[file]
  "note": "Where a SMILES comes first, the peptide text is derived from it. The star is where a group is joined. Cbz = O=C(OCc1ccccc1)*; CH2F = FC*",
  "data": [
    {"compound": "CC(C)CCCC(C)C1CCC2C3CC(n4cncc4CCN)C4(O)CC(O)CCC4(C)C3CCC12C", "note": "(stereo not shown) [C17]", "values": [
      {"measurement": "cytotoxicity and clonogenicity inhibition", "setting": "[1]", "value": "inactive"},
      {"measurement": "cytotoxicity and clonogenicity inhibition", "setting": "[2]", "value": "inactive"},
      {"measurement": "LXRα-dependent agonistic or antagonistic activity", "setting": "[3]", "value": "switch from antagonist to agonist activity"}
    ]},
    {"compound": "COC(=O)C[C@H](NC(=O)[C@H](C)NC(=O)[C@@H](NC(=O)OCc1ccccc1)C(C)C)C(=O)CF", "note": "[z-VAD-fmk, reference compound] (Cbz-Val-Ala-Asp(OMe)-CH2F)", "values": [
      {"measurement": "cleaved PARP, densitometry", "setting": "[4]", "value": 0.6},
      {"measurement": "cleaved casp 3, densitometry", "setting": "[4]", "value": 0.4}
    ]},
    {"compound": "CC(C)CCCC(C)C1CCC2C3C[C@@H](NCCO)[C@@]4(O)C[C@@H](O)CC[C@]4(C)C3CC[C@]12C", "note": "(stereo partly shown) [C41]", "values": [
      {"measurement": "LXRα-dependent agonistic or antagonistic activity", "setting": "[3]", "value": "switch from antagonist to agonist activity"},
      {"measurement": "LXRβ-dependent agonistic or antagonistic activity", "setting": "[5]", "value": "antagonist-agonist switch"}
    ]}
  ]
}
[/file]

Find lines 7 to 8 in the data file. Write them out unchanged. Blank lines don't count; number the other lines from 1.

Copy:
    ]},
    {"compound": "COC(=O)C[C@H](NC(=O)[C@H](C)NC(=O)[C@@H](NC(=O)OCc1ccccc1)C(C)C)C(=O)CF", "note": "[z-VAD-fmk, reference compound] (Cbz-Val-Ala-Asp(OMe)-CH2F)", "values": [